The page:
.spacing(0, 0)
    .applyTo(verticalComposite);
GridData verticalData = GridDataFactory
    .swtDefaults()
    .hint(14, SWT.DEFAULT)
    .align(SWT.BEGINNING, SWT.FILL)
    .grab(false, true)
    .create();
verticalComposite.setLayoutData(verticalData);

FlatScrollBar vertical =
    new FlatScrollBar(verticalComposite, SWT.VERTICAL);
GridDataFactory
    .fillDefaults()
    .grab(true, true)
    .applyTo(vertical);

// horizontal scrollbar wrapped in another composite for layout
Composite horizontalComposite =
    new Composite(container, SWT.NONE);
GridLayoutFactory
    .swtDefaults()
    .margins(0, 0)
    .spacing(0, 0)
    .applyTo(horizontalComposite);
GridData horizontalData = GridDataFactory
    .swtDefaults()
    .hint(SWT.DEFAULT, 14)
    .align(SWT.FILL, SWT.BEGINNING)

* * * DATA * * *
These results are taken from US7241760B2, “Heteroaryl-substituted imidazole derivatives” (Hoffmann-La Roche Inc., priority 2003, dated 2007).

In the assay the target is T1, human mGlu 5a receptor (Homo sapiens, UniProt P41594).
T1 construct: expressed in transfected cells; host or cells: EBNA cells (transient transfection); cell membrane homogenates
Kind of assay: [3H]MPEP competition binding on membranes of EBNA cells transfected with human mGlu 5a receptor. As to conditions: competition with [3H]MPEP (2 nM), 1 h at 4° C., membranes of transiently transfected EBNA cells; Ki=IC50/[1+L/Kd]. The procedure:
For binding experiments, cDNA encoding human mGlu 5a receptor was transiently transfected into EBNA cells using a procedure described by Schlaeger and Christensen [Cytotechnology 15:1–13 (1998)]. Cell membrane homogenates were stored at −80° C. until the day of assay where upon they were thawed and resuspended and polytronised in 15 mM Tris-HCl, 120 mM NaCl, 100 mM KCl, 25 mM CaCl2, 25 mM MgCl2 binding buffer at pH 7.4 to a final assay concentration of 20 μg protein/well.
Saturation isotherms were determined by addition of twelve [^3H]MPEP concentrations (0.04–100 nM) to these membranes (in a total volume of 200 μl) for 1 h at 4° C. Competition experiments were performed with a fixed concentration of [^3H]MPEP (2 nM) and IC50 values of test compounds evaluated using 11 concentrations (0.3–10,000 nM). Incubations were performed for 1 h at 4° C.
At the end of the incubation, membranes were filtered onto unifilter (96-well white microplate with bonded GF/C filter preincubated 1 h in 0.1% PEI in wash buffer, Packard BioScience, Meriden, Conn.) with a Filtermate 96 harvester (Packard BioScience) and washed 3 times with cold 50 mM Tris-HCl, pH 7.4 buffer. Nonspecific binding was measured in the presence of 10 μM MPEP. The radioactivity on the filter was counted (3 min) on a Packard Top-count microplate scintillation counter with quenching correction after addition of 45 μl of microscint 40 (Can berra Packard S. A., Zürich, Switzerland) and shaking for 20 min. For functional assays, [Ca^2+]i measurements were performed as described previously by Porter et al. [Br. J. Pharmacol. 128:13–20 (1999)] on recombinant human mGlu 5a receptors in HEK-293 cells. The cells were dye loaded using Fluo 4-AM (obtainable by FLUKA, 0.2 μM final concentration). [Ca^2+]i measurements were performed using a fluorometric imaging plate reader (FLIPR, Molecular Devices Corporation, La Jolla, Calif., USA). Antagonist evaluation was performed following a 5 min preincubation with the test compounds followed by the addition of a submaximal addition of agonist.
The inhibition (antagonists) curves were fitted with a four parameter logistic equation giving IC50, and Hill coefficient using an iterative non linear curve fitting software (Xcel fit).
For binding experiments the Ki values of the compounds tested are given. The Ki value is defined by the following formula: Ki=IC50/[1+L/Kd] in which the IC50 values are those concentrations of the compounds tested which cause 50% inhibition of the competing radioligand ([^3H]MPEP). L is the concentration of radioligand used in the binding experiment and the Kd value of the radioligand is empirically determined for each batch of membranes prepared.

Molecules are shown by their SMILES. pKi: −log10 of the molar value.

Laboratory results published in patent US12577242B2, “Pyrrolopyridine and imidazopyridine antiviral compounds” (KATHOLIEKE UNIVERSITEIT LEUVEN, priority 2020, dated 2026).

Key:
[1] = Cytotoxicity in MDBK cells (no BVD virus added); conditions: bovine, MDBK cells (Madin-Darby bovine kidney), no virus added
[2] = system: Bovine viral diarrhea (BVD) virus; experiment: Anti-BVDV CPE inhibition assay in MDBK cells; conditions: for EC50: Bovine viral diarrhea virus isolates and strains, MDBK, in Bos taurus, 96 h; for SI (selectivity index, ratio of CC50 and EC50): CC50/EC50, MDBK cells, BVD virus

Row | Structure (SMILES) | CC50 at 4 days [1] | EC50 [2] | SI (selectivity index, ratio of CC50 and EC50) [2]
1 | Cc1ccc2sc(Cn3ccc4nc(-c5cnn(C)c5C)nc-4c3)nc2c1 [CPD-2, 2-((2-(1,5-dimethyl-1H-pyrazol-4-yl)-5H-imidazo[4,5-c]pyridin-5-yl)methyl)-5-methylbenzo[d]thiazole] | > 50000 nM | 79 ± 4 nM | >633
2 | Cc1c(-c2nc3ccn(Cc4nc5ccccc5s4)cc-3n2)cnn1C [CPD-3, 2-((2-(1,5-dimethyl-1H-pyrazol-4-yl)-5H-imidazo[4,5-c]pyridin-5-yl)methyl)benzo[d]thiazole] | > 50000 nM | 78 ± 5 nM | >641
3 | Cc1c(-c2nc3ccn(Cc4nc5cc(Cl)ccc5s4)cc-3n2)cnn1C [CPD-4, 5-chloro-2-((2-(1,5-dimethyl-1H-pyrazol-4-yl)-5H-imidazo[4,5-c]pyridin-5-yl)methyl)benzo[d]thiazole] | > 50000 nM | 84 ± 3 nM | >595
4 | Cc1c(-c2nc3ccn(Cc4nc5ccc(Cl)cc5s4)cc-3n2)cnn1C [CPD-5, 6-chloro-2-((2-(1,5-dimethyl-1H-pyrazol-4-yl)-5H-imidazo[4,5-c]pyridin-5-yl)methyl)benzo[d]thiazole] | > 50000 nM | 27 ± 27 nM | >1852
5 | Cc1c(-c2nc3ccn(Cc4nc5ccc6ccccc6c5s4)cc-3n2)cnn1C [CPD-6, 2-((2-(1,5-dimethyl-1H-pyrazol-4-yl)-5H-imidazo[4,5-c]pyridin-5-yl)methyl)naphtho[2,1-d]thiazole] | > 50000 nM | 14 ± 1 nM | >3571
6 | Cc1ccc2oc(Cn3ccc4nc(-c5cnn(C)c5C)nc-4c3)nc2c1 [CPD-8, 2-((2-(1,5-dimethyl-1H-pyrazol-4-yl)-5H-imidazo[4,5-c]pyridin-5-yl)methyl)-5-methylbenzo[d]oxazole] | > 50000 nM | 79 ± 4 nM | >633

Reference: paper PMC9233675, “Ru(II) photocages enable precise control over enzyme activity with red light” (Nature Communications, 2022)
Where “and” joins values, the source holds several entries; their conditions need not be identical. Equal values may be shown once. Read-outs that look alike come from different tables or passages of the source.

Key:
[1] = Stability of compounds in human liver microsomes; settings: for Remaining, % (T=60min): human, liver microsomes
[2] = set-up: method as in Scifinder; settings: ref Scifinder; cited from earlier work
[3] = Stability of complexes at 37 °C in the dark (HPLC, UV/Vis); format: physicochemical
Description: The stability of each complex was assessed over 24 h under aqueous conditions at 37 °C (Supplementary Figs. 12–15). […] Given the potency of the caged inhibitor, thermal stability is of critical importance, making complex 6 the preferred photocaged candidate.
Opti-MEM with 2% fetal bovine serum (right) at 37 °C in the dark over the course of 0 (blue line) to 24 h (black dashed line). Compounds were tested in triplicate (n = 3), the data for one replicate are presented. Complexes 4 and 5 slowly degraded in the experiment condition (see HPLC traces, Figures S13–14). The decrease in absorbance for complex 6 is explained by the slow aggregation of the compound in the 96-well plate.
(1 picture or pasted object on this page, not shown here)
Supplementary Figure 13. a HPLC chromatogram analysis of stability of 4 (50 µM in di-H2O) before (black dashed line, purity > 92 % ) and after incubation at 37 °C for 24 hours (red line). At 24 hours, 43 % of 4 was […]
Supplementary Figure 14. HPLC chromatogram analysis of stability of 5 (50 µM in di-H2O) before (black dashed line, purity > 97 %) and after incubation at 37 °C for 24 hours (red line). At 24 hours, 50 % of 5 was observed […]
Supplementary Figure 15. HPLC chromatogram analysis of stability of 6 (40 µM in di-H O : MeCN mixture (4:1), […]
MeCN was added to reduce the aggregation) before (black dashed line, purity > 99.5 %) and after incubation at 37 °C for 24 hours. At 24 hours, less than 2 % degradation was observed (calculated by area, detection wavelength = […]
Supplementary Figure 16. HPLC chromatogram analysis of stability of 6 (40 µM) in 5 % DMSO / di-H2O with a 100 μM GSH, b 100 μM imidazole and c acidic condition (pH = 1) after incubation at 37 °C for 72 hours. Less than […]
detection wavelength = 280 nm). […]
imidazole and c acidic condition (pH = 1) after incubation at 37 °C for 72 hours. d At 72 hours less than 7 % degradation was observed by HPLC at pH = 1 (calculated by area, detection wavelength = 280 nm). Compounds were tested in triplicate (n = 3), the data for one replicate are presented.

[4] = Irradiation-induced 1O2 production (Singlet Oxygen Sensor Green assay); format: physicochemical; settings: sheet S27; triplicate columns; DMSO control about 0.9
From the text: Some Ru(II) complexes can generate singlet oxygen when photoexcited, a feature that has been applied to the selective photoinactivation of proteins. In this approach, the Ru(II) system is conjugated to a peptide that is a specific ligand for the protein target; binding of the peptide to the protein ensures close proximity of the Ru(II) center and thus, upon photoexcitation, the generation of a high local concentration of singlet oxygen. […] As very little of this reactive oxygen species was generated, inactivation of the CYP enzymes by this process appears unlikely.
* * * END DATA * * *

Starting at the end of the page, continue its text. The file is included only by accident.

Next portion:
.grab(true, false)
    .create();
horizontalComposite.setLayoutData(horizontalData);

FlatScrollBar horizontal =
    new FlatScrollBar(horizontalComposite, SWT.HORIZONTAL);
GridDataFactory
    .fillDefaults()
    .grab(true, true)
    .applyTo(horizontal);

To be independent of the scrollbar implementation, the IScroller<T> interface was introduced in NatTable. The two default implementations ScrollBarScroller and SliderScroller are shipped with NatTable Core to be able to set custom scrollbars using SWT default implementations. Using this abstraction it is also possible to use another scrollbar implementation, like the FlatScrollBar. The following code shows the implementation of a FlatScrollBarScroller.